Fifteen years ago, twenty-seven countries in Europe and Central Asia embarked on their economic transition paths. For some, the outcome was a considerable success. Several others are still struggling to shed the inheritance of the past and to correct more recent policy mistakes. Why were post-Communist recessions so long in some countries and growth disappointing? Why was fiscal performance so different? Was democracy a factor, which facilitated reforms or rather slowed them down? This book discusses these questions in the context of new empirical evidence, including a critical examination of the main themes in the economics of transition literature.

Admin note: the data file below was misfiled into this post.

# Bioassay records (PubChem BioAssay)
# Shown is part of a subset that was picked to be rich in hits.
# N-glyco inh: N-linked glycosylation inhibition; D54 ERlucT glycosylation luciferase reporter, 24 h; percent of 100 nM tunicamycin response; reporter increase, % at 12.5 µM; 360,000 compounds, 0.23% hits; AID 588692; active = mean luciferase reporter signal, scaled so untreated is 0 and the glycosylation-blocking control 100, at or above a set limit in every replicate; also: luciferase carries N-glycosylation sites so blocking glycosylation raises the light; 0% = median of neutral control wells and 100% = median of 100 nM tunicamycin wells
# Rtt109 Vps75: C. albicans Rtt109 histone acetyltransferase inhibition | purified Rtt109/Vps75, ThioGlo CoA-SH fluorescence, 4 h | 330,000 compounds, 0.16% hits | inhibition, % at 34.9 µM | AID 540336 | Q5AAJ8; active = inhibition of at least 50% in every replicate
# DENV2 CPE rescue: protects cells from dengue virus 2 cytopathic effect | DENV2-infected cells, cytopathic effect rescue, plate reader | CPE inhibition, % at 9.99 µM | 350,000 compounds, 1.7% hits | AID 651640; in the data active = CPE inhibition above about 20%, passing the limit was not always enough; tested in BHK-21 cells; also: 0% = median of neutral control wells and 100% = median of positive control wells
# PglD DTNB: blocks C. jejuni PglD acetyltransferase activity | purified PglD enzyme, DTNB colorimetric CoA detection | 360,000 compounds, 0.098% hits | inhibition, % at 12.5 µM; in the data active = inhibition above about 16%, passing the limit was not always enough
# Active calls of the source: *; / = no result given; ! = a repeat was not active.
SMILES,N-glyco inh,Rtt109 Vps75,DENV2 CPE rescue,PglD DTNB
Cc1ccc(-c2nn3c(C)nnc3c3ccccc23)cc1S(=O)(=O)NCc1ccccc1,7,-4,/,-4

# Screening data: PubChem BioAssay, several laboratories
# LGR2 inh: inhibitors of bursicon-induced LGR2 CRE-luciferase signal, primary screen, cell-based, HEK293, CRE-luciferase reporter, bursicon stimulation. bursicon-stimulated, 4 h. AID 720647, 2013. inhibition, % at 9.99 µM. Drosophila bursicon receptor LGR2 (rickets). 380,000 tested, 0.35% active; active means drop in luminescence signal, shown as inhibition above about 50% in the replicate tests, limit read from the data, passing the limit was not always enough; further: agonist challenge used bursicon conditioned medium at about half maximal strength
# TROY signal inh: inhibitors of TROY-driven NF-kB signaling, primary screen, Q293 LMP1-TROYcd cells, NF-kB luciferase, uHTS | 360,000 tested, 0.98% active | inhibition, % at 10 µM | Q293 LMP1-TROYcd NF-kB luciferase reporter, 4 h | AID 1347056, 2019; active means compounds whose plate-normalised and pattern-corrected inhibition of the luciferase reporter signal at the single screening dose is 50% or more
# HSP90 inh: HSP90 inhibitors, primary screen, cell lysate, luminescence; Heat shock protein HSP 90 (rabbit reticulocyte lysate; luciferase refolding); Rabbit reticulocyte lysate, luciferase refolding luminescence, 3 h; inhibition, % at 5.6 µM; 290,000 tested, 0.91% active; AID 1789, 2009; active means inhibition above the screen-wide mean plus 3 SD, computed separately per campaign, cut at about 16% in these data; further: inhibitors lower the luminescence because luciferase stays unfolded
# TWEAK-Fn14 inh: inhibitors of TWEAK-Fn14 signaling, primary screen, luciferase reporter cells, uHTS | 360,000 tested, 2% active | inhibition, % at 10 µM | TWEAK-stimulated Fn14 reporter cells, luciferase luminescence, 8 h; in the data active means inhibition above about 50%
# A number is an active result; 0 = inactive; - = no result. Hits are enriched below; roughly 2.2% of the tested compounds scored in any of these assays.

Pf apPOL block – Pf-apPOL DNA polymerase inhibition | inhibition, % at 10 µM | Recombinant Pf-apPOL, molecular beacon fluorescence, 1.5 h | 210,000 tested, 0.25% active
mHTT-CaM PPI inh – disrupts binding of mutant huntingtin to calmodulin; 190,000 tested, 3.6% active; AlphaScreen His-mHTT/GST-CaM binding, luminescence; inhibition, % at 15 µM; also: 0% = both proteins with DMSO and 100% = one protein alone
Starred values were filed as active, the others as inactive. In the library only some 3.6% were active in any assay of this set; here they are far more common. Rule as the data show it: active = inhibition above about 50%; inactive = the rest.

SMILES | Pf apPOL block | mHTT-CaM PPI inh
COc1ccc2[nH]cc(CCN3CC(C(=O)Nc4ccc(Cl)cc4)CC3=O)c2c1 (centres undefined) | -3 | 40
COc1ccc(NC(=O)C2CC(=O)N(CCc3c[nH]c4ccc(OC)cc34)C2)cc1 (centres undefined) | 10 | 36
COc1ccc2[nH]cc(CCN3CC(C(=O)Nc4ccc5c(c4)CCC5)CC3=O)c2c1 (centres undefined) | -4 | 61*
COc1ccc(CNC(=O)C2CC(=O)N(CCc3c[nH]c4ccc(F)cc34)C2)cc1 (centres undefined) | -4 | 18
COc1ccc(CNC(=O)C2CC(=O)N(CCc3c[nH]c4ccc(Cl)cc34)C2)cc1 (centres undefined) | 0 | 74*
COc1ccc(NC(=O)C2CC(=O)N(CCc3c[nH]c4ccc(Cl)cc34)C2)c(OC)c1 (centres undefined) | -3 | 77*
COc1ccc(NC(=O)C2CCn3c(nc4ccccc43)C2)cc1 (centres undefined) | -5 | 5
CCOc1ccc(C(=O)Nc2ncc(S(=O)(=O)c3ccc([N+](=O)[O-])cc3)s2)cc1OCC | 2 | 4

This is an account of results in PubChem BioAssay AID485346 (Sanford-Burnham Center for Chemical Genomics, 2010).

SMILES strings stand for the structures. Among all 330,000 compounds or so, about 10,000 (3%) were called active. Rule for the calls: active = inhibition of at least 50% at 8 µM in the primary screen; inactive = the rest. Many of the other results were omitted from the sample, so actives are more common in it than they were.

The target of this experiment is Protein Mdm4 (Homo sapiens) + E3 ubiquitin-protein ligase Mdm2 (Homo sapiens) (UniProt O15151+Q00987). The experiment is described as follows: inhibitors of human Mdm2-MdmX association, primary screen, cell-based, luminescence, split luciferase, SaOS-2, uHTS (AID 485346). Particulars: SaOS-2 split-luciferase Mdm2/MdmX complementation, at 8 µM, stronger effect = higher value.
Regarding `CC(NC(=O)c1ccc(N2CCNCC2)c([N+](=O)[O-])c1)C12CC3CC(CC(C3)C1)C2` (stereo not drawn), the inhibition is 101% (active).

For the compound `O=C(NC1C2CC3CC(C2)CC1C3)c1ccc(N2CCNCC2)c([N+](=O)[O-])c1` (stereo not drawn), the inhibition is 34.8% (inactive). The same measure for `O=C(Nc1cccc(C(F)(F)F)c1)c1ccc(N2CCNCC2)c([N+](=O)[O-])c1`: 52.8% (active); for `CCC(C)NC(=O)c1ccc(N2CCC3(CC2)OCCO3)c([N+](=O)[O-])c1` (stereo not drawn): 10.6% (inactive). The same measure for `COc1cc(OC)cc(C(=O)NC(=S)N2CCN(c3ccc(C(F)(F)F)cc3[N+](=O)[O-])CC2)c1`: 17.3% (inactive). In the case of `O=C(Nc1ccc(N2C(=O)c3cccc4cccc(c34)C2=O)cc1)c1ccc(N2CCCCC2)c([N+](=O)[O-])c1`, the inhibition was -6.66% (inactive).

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Table of ContentsIntroduction PART I: WHAT HAPPENED? The Old Regime and the Opening Balance of Transition The Transition Programme: Interdependence between the Key Components Stabilisation Privatisation: The Trade-offs between Speed, Efficiency and Distribution Unemployment Paths and Restructuring PART II: WHY? NEW EMPIRICAL RESULTS Post-Communist Recessions Re-examined Liberalisation and Public Finance The Order of Financial Liberalisation Democracy and Reforms Economic Growth Final Remarks